The Coastal Post - August, 1996

Trailers, Shacks And Firetraps


Where do Marin's servants live? The service industry is Marin's largest employer, with most of its jobs paying less than Marin's median income of 63 grand a year.

The real estate section of the IJ always features the wide array of palaces and mansions available to the upper end of the median, but where do the people who make their lives worth living stay? Where do their latte makers, massage therapists, steak flippers and housecleaners live?

Their nannies may live with them, but what about their gardeners and carpenters, their waiters and waitresses and stylists, all the retail salespeople who help them shop for their many needs and desires? Some live in other counties, but not many people want to or can afford to travel long distances to work in lower wage jobs. These jobs in Marin pay higher wages than other areas, but rent here can take over half a servant's income.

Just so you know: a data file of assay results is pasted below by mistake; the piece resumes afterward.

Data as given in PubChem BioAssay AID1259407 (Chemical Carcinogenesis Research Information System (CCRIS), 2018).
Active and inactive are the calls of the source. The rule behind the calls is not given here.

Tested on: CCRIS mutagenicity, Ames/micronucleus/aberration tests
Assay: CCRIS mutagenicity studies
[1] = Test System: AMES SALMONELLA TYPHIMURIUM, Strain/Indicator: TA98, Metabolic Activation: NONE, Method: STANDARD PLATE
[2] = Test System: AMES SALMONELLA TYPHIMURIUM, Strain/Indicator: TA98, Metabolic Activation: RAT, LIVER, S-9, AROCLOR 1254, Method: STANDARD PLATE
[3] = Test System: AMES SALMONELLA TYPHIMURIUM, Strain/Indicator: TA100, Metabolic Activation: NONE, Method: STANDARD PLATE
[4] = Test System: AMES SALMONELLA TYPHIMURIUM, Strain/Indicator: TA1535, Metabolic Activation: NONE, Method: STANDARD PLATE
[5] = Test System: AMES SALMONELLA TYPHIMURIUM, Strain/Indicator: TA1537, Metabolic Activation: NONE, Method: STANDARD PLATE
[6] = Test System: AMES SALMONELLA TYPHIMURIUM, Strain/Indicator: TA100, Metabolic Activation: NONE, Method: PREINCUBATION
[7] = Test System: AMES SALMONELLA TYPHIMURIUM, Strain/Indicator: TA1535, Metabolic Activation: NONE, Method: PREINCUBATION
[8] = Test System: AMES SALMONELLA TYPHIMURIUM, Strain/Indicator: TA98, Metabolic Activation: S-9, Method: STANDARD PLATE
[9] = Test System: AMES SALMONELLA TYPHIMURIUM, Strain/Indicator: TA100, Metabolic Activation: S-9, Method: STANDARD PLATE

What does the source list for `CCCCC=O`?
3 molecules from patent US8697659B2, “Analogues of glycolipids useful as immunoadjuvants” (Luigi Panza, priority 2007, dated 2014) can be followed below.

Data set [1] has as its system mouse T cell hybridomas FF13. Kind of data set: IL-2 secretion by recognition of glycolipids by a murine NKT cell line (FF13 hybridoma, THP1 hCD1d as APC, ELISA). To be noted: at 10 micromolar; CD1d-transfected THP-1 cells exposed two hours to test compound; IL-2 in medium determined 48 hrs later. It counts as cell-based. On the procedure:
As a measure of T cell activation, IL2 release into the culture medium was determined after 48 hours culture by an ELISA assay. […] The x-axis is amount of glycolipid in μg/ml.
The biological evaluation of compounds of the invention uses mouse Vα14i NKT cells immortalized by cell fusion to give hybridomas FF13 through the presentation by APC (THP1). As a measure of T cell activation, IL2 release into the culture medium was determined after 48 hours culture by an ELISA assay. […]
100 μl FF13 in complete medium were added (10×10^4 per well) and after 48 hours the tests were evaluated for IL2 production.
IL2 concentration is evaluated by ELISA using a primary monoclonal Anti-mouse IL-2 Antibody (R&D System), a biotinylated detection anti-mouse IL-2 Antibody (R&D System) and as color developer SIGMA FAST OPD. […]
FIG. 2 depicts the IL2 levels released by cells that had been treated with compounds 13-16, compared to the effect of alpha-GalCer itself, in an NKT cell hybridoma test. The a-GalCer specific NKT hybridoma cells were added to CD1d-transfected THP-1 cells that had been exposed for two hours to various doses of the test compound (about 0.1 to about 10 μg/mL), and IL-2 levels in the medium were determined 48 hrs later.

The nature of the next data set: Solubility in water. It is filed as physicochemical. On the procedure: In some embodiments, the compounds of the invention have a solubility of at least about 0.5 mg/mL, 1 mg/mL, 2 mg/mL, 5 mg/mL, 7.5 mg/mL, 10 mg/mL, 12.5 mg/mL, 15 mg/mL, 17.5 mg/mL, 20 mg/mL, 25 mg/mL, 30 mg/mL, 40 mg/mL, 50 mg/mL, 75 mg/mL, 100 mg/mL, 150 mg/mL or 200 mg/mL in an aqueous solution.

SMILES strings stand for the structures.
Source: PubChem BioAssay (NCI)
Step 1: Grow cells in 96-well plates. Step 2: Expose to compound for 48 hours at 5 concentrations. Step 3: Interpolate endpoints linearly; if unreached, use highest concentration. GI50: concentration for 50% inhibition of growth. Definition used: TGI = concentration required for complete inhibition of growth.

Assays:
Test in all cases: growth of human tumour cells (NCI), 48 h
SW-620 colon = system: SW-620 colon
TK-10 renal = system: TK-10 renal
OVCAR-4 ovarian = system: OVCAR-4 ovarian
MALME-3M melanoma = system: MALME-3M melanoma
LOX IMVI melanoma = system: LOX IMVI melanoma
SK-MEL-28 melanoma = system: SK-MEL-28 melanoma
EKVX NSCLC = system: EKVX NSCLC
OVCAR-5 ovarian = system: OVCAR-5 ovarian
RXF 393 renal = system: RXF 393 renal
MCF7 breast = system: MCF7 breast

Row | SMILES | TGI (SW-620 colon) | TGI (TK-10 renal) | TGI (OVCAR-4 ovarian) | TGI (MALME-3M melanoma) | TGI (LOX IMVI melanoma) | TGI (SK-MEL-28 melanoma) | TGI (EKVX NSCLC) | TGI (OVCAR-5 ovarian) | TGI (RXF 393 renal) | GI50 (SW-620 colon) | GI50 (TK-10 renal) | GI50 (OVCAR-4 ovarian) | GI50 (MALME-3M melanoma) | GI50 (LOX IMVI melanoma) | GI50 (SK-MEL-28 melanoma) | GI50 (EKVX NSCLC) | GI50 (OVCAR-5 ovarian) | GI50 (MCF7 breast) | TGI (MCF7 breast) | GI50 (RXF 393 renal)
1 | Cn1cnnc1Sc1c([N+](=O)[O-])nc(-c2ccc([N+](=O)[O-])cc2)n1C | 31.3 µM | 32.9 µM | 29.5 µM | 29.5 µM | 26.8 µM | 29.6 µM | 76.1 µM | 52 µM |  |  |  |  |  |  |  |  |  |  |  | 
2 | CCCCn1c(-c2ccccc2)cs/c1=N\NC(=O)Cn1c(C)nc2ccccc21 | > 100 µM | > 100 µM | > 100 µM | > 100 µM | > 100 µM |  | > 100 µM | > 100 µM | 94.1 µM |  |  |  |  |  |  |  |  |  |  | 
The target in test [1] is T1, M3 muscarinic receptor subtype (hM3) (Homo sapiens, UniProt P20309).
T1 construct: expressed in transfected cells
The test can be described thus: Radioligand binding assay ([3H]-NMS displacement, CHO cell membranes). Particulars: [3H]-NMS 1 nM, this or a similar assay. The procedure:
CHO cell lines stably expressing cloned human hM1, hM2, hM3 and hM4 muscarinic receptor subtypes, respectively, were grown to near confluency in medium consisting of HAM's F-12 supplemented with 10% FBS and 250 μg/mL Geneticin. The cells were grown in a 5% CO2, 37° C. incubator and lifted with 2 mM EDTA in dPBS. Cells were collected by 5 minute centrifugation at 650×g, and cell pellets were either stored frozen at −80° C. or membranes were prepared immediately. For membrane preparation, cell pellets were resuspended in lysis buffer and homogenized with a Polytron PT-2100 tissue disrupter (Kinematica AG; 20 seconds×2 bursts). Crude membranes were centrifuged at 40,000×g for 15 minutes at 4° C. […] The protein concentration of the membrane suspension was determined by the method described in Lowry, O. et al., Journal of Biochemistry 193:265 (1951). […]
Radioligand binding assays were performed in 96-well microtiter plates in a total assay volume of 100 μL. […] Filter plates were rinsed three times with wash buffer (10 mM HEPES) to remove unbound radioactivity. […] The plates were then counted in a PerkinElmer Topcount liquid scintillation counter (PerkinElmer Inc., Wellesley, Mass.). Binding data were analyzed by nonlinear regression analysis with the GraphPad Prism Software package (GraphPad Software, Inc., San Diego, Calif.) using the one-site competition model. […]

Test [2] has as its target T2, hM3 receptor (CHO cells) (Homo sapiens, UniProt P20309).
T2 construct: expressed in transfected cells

At a certain point, Marin county will have priced or zoned itself out of enough service industry housing for its laborers. Certain areas will be able to import workers, but West Marin will have more difficulty finding servants if they can't afford to live there.

The society we live in requires low-paid workers, whether they be in Third World sweatshops or in our own back yard. Greed is the grease with which the global industrial machine is lubricated. Profits over people is expected, the wealthy are deified with all their whimsical desires catered to, but without low-paid workers lifting and pulling, flipping and washing, scrubbing and painting the system would come grinding to a halt.